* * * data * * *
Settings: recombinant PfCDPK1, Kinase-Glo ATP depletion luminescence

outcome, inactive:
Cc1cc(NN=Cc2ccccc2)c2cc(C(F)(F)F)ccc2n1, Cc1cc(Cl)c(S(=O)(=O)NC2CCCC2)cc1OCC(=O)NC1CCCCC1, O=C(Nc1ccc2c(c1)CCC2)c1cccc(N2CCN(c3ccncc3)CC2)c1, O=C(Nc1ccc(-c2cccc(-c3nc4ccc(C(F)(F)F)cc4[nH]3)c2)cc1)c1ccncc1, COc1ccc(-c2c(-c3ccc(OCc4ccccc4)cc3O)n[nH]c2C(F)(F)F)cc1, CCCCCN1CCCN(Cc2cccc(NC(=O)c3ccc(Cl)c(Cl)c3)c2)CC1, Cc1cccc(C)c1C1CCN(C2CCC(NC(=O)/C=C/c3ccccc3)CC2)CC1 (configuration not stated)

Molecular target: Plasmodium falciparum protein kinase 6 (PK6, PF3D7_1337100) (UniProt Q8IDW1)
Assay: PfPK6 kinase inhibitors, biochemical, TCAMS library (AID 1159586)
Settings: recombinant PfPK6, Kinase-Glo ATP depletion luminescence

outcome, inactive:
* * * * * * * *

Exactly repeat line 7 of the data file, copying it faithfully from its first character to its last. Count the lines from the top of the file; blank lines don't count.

outcome, inactive: